I’ve recently read ‘The Secret Life of Pronouns’, in which the social psychologist James Pennebaker shows that while lexical words may tell us about a writer’s or speaker’s topic, function words, in particular personal pronouns, tell us about the writer or speaker and their relationship with the reader or listener. Computer analysis of thousands of pieces of text has enabled him and other researchers to identify the significance of the frequency of the words to which we don’t normally give a second thought.
It is already well established that pronouns occur more often in conversation than in writing. The Longman Spoken and Written English Corpus shows that, in the Conversation register, personal pronouns occur almost as frequently as nouns. By contrast, in the registers of Fiction, News and Academic Prose the proportion of nouns to pronouns is much higher, particularly in Academic Prose.
Pennebaker and his fellow researchers have taken this finding several stages further and shown, for example, that:
. . . the most commonly used word in spoken English, ‘I’, is used at far higher rates by followers than leaders, truth-tellers than liars. People who use high rates of articles – ‘a’, ‘an’, ‘the’ – do better in college than low users. And if you want to find your true love, compare the ways you use function words with that of your prospective partners.
Later in the book he asks:
Who, for example, would have ever predicted that the high school student who uses too many verbs in her college admissions essays is likely to make lower grades in college? Or that the poet who overuses the word ‘I ‘in his poetry is at higher risk of suicide? Or that a certain leader’s use of pronouns could reliably presage whether he’d lead his country into war?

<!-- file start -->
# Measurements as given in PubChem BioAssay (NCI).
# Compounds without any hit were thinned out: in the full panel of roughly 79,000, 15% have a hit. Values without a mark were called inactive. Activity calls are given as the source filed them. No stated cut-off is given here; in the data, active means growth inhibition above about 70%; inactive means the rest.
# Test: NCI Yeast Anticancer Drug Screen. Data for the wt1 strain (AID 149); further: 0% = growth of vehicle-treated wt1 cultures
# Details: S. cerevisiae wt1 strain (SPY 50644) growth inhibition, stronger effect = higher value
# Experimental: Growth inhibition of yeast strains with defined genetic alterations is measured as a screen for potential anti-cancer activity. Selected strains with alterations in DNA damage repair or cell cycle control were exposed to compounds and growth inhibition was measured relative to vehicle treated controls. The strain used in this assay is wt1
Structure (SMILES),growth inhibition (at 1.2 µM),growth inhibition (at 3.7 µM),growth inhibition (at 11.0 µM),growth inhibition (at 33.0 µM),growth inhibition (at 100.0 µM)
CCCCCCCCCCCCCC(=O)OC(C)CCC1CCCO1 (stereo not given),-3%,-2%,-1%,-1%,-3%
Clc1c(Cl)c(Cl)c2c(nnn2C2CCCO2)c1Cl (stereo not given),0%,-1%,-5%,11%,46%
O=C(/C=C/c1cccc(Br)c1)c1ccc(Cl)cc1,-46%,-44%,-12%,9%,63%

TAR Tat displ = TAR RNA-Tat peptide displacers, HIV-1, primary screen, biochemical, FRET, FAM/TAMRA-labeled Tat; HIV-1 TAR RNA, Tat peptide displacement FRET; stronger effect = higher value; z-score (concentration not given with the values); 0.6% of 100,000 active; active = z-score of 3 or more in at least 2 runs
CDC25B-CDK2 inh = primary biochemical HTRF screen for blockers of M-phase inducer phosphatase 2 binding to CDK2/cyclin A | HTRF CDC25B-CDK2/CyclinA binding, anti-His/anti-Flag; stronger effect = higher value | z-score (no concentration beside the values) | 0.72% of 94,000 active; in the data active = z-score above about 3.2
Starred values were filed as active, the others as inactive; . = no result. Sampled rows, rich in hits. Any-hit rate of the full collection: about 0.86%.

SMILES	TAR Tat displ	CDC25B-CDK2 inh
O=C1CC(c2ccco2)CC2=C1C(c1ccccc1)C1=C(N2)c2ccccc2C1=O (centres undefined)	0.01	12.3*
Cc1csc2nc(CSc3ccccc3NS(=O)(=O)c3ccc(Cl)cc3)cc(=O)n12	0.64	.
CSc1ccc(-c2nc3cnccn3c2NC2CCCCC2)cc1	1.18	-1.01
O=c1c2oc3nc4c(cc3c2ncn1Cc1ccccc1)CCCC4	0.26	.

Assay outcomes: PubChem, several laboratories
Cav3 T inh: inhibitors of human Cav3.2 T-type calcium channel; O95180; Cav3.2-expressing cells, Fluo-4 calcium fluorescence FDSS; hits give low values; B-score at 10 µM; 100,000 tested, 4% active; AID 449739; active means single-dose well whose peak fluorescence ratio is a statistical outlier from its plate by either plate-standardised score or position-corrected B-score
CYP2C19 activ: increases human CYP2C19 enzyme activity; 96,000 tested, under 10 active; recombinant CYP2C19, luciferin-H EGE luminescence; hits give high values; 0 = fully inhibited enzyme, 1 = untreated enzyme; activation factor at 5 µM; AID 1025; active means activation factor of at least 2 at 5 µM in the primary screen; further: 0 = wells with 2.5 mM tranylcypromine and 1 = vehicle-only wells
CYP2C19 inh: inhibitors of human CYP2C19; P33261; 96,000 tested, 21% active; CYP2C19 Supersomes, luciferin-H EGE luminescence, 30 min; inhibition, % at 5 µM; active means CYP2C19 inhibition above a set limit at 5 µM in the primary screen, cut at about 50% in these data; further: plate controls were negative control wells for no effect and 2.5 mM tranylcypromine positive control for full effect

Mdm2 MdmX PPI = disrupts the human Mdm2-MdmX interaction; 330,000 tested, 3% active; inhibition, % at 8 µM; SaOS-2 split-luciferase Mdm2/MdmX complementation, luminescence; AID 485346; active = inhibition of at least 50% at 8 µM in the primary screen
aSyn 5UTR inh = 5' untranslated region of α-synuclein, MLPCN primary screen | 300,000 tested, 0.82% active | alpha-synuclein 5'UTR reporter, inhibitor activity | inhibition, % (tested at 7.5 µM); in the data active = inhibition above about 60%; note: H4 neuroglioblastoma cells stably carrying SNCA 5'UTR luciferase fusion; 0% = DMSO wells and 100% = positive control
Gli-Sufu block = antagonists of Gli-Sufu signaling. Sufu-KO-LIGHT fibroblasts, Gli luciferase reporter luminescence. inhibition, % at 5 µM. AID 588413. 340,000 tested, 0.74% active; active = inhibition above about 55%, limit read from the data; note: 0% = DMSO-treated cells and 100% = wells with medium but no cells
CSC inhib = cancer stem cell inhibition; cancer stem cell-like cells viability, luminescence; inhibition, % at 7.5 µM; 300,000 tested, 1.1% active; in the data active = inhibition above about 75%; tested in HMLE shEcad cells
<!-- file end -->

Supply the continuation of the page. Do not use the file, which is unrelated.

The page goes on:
His research shows that such connections can be made.
There also seem to be some differences in the use of function words between the sexes:
Women use first-person singular, cognitive, and social words more; men use articles more.
Our use of function words also says something about our social status:
People higher in the social hierarchy use first-person singular pronouns such as ‘I’, ‘me’ and ‘my’ at much lower rates than people lower in status. In any interaction between two people, the person with the higher status uses fewer ‘I’-words. This is not a typo. High-status people, when talking to lower-status people, use the words ‘I’, ’me’, and, ‘my’ at low rates. Conversely, the lower-status people tend to use ‘I’-words at high rates.
Those higher in status use first-person plural pronouns (we, us, our) at much higher rates than those lower in status.
In written and spoken conversation, the person who uses more second-person pronouns like you and your is likely to be the person higher in status.
There’s much more, and I can only recommend that you get hold of a copy of the book if you’re at all interested. Some of his conclusions are counter-intuitive, but they are based on rigorous research. They can be applied in fields as varied as forensics, political forecasting, the analysis of literary texts and finding true love, but Pennebaker doesn’t offer any guarantees for the last.
The book has an associated website with a number of exercises that put some of his findings into practice. (Unfortunately, an interesting facility on the related site AnalyzeWords is not functioning at the moment.)